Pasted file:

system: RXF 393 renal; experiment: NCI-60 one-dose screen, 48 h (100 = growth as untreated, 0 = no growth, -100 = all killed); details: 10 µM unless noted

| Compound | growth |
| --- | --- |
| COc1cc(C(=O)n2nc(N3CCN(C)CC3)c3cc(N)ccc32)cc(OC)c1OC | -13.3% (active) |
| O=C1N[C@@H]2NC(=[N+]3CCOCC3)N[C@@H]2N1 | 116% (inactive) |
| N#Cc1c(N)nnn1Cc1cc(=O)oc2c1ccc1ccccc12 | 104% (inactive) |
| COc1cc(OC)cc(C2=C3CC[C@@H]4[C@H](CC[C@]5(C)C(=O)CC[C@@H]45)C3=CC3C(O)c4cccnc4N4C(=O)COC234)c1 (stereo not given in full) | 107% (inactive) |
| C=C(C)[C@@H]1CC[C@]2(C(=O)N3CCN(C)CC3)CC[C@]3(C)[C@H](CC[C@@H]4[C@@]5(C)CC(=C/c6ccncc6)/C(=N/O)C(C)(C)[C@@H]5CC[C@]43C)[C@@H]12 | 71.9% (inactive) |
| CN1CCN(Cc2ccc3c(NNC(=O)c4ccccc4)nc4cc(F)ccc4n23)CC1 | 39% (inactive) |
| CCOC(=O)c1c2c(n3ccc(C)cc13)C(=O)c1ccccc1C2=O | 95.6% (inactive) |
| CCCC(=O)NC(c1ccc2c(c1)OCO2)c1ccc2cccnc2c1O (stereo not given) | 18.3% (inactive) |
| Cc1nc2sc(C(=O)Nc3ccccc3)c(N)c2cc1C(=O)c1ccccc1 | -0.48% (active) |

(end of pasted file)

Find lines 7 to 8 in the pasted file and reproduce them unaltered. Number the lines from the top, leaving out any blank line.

| COc1cc(OC)cc(C2=C3CC[C@@H]4[C@H](CC[C@]5(C)C(=O)CC[C@@H]45)C3=CC3C(O)c4cccnc4N4C(=O)COC234)c1 (stereo not given in full) | 107% (inactive) |
| C=C(C)[C@@H]1CC[C@]2(C(=O)N3CCN(C)CC3)CC[C@]3(C)[C@H](CC[C@@H]4[C@@]5(C)CC(=C/c6ccncc6)/C(=N/O)C(C)(C)[C@@H]5CC[C@]43C)[C@@H]12 | 71.9% (inactive) |